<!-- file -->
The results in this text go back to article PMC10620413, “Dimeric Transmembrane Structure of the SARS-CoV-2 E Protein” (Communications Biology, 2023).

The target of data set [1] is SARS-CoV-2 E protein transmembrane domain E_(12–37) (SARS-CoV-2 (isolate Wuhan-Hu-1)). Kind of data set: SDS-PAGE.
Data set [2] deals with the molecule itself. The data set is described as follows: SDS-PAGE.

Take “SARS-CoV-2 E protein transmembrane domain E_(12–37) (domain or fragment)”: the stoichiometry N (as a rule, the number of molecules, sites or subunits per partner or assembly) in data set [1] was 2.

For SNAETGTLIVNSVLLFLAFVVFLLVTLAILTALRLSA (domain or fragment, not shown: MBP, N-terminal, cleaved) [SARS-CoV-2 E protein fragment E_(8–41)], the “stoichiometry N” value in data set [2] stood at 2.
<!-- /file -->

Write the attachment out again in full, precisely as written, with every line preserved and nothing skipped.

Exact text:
The results in this text go back to article PMC10620413, “Dimeric Transmembrane Structure of the SARS-CoV-2 E Protein” (Communications Biology, 2023).

The target of data set [1] is SARS-CoV-2 E protein transmembrane domain E_(12–37) (SARS-CoV-2 (isolate Wuhan-Hu-1)). Kind of data set: SDS-PAGE.
Data set [2] deals with the molecule itself. The data set is described as follows: SDS-PAGE.

Take “SARS-CoV-2 E protein transmembrane domain E_(12–37) (domain or fragment)”: the stoichiometry N (as a rule, the number of molecules, sites or subunits per partner or assembly) in data set [1] was 2.

For SNAETGTLIVNSVLLFLAFVVFLLVTLAILTALRLSA (domain or fragment, not shown: MBP, N-terminal, cleaved) [SARS-CoV-2 E protein fragment E_(8–41)], the “stoichiometry N” value in data set [2] stood at 2.